Recap of Copenhagen SS17: A Royal Flush

By Christine Tongue

Now that Copenhagen fashion week is over, it's a time to reflect on what will form the lasting memories of the spring/summer 2017 shows. The fashion week had a total of 29 women's and men's labels showing, from established designers like Henrik Vibskov and Fonnesbech to new young student talents from the design schools - and some of the shows took place in new interesting locations across the capital. These are a few of the highlights:

Beginning with a great Danish talent that delivered a show that was more art than fashion. Nicholas Nybro, known for his previously spectacular shows, this time he took the audience down a slightly decadent basement bar lit in pink, seating us at tables as his show went on around us with actors/models enacting nightclub scenes in his latest fashions. It was a delightful bunch of all ages and heights who spread a joyful feeling, smiling and interacting with the audience in an immersive experience that may have put the fashion secondary, but was conveying a larger message - celebrating age and aging and making a statement about the unhealthy fixation of youth today. The outfits themselves were more theatrical, outlandishly glitzy, or just camp, so maybe not so wearable unless you're going to a costume party, but in the world Nybro created they fitted perfectly. One left feeling moved, even uplifted, and that is a great mark of art to me.

Another great creator of his own worlds is, of course, Henrik Vibskov. This time he brought us to an imaginary salami factory placed in the courtyard of a warehouse in the Meatpacking district. As the audience entered and throughout, "butchers" were working on their textile salamis hung up on a structure in the middle as the models circled the scene. It was a slightly macabre world that formed an interesting contrast to his Eastern inspired fashion showcasing Vibskov's usual flair for printed patterns, both colourful and monochrome, in well-constructed garments. The colour of the salamis entered into the fashion as red and white polkadot printed kimono dresses and as salami-prints on braces for dresses, skirts and trousers, making their way also into the incredible headpieces - Vibskov seems to have a thing for hats. All in all, it was a thought-provoking show with many deliciously wearable pieces.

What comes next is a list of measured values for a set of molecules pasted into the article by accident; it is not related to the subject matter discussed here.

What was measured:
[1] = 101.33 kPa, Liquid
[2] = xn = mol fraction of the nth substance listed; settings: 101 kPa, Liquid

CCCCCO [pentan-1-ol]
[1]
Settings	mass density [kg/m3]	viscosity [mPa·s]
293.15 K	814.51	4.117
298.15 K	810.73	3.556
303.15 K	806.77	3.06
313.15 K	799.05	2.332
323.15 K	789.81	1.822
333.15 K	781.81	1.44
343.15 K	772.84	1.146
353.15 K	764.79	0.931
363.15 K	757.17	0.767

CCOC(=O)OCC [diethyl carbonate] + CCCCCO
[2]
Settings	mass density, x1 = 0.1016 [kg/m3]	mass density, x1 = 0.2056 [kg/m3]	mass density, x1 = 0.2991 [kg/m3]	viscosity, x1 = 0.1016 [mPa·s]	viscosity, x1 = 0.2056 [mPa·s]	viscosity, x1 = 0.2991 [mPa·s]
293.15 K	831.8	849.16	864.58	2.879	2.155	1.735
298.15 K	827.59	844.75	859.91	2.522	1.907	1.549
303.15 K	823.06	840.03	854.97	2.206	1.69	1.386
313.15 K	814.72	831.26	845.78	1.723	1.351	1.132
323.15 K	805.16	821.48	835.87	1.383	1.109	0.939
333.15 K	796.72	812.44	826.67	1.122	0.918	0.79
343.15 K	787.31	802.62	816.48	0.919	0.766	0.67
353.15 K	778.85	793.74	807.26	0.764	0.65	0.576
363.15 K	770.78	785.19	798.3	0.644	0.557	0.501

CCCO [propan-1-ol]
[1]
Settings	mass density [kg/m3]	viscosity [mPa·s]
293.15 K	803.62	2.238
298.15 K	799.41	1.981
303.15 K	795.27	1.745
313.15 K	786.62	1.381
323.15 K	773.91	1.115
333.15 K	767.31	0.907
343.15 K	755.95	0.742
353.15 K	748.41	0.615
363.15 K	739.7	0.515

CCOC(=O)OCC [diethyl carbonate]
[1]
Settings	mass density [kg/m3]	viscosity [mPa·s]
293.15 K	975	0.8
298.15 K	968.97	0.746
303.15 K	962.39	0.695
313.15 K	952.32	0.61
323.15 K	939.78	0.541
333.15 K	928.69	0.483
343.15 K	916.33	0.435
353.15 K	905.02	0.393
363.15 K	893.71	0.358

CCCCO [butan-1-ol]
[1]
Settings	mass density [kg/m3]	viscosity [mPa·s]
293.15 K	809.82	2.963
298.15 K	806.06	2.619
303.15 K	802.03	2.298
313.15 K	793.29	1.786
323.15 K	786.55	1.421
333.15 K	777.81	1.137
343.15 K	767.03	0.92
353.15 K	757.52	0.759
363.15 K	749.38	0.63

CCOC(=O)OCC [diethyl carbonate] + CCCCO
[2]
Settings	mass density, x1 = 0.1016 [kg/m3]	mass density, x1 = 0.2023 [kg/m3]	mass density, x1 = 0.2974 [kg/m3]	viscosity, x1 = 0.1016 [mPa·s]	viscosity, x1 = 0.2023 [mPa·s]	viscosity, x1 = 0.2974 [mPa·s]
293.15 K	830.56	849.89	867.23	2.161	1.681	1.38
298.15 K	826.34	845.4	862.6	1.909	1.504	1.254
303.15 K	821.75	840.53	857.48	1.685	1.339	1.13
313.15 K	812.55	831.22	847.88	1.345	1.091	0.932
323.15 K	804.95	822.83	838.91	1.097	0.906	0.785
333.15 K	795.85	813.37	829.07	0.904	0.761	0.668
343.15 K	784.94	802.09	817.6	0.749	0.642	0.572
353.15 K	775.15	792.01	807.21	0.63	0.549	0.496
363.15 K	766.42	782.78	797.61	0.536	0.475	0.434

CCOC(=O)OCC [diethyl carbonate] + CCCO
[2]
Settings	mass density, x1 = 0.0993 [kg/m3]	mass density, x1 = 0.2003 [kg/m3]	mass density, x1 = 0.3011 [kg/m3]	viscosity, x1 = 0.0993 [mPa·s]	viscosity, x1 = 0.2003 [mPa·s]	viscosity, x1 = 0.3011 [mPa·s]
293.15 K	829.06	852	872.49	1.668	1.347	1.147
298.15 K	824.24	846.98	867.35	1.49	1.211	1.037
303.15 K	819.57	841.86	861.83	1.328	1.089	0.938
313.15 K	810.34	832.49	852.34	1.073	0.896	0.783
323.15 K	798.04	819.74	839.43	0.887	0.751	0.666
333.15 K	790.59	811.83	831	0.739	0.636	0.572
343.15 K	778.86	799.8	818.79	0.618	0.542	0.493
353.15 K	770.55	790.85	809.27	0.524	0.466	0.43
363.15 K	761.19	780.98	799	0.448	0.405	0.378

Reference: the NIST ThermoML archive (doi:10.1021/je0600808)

By the base of the impressive Carlsberg elephant statues in the old brewery, Lala Berlin offered a delightful, bohemian style with inspiration from the African jungle. Using collage, prints, layered imagery of flora and fauna, or just white and fresh crisp, the brand delivered feminine styles to feel gorgeous in. The collection had clear inspiration from African tribes with its colour palette and fringes, but was made for the urban chic woman.

The African influences were also seen at Fonnesbech, where the catwalk was filled with sand and a live musician playing the kora (like an African harp) created a meditative, beautiful feeling as the models waded through their own Sahara desert.  Accompanying fluid silhouettes in neutral tones, sandals with red accents added a very nice touch.

Among the student talents from Margrethe-Skolen the ones that stood out were the ones creating their own vision building on their own conceptual thinking, rather than making twists on current designer trends.  Louise Lyngh Bjerregaard showed a poetic interpretation of her family history over the ages with for example an excellent outfit combining something resembling a household apron with a 1980s bowed blouse in an outfit that showed beautiful use of colour and felt entirely fresh. She also used old polaroid photos incorporated into her garments and shoes. Sofie Sol created her own universe merging bright fluorescent yellow worker wear with couture in innovative ways treading a fine balance between function and finesse. There is talent brimming in Denmark, and these are just some of the names to watch for the future!

 

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Christine Tongue is an Anglo-Swedish copywriter/writer, fashion lover and mother.